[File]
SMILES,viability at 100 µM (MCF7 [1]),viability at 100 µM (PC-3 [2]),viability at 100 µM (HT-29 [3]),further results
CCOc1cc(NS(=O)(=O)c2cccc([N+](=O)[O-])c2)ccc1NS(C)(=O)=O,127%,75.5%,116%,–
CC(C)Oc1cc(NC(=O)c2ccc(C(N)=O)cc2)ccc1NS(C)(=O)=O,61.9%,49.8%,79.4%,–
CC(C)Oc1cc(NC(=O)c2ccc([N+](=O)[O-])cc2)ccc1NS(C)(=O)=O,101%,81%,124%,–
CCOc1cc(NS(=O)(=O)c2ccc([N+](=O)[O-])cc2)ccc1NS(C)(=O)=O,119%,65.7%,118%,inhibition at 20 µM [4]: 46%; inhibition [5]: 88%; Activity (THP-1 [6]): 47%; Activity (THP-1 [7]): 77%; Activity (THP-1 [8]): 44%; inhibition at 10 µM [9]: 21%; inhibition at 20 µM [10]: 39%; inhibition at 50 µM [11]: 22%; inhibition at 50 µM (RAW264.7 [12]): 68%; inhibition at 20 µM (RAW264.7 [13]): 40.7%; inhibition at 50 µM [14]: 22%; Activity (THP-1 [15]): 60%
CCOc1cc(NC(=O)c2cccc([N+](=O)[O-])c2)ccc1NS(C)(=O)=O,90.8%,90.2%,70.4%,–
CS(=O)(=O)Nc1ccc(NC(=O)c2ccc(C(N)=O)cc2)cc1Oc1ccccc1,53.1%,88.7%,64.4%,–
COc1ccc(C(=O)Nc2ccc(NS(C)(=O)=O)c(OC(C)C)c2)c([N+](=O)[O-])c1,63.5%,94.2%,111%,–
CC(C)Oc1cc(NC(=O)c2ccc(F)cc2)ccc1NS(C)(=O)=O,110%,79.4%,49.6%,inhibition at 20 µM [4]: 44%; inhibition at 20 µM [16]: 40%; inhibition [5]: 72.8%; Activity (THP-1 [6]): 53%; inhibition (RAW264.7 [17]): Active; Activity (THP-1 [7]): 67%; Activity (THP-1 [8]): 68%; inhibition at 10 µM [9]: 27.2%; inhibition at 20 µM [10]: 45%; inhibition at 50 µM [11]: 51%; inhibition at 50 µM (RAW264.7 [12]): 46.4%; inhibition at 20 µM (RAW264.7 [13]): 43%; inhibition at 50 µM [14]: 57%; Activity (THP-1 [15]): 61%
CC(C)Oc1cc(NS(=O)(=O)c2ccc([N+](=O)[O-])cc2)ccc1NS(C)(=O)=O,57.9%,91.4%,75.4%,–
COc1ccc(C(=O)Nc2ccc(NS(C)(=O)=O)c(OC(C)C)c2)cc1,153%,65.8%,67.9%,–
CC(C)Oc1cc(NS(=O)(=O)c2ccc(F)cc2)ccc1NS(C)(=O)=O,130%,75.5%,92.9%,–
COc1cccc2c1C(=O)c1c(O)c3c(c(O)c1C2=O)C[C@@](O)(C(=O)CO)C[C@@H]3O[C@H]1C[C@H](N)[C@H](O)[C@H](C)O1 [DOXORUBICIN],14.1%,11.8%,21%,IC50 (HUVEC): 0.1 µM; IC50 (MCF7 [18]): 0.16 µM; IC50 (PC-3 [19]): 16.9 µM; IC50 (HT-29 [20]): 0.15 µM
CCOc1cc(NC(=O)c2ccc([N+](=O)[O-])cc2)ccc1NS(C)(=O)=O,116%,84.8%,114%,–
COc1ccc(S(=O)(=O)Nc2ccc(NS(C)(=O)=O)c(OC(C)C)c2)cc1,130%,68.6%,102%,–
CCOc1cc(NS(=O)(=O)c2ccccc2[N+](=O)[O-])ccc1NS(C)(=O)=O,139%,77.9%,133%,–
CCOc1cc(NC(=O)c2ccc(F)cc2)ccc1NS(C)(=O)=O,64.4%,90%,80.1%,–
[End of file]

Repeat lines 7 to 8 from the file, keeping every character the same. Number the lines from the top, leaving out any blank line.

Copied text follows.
CS(=O)(=O)Nc1ccc(NC(=O)c2ccc(C(N)=O)cc2)cc1Oc1ccccc1,53.1%,88.7%,64.4%,–
COc1ccc(C(=O)Nc2ccc(NS(C)(=O)=O)c(OC(C)C)c2)c([N+](=O)[O-])c1,63.5%,94.2%,111%,–